Authors: Georgios Darivianakis, Angelos Georghiou, Roy S. Smith, John Lygeros
Publication: IEEE Transactions on Control Systems Technology (Volume: PP, Issue: 99)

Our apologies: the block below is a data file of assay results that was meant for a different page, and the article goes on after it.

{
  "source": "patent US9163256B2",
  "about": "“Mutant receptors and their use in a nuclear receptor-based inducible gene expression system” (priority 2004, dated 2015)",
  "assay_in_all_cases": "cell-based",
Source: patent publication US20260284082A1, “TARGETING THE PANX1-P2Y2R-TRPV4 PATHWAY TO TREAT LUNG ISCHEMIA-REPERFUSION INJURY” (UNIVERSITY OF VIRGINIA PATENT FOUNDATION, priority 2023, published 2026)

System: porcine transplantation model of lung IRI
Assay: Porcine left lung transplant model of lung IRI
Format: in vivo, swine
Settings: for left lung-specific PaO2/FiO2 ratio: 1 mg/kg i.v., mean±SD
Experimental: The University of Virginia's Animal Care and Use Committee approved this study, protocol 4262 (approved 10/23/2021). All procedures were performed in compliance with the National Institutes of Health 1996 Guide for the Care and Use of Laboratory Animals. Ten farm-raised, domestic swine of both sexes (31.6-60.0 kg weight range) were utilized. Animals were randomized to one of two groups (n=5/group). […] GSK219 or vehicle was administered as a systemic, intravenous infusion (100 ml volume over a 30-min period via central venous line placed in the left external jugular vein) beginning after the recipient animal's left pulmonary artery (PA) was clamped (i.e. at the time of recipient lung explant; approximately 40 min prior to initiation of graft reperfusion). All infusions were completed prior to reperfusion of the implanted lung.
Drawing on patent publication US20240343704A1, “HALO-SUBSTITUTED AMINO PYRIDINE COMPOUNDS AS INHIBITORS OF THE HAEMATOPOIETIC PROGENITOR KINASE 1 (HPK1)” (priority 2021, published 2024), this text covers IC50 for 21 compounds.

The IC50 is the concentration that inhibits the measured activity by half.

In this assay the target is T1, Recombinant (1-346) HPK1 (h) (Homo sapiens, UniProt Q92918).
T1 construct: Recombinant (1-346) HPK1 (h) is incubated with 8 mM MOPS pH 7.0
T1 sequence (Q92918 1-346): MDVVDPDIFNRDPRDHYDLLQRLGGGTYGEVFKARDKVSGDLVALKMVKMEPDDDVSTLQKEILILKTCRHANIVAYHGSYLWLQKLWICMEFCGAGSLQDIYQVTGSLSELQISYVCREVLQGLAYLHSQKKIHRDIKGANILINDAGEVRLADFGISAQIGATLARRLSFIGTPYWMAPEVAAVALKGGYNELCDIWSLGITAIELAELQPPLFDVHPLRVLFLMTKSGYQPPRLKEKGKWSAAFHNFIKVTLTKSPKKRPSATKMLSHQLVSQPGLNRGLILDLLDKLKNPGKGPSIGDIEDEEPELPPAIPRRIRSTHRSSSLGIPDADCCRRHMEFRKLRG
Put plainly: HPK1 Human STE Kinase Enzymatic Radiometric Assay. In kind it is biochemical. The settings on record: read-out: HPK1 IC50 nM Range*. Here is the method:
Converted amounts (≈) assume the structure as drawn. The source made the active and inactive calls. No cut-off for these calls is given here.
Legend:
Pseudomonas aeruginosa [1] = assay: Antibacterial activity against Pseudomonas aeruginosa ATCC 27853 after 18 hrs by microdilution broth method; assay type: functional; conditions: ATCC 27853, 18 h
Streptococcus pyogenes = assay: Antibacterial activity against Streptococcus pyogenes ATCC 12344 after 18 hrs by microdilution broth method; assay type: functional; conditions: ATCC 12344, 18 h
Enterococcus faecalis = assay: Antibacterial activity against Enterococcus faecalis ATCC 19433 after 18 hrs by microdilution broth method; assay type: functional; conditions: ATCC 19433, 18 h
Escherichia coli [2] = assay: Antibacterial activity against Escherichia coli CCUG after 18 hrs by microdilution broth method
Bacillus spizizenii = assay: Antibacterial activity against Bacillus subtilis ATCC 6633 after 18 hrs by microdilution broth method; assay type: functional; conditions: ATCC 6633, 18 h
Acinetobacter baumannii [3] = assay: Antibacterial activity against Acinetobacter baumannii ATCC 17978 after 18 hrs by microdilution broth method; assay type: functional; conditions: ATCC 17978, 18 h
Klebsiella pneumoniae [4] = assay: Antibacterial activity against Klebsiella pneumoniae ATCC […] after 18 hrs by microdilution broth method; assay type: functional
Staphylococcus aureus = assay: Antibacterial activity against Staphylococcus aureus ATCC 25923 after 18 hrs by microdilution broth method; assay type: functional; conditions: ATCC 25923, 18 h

The cooperative energy management of aggregated buildings has recently received a great deal of interest due to substantial potential energy savings. These gains are mainly obtained in two ways: 1) exploiting the load shifting capabilities of the cooperative buildings and 2) utilizing the expensive but energy-efficient equipment that is commonly shared by the building community (e.g., heat pumps, batteries, and photovoltaics). Several deterministic and stochastic control schemes that strive to realize these savings have been proposed in the literature. A common difficulty with all these methods is integrating knowledge about the disturbances affecting the system. In this context, the underlying disturbance distributions are often poorly characterized based on historical data. In this paper, we address this issue by exploiting the historical data to construct families of distributions, which contain these underlying distributions with high confidence. We then employ tools from data-driven robust optimization to formulate a multistage stochastic optimization problem, which can be approximated by a finite-dimensional linear program. We demonstrate its efficacy in a numerical study, in which it is shown to outperform, in terms of energy cost savings and constraint violations, established solution techniques from the literature. We conclude this paper by showing the significant energy gains that are obtained by cooperatively managing a collection of buildings with heterogeneous characteristics.
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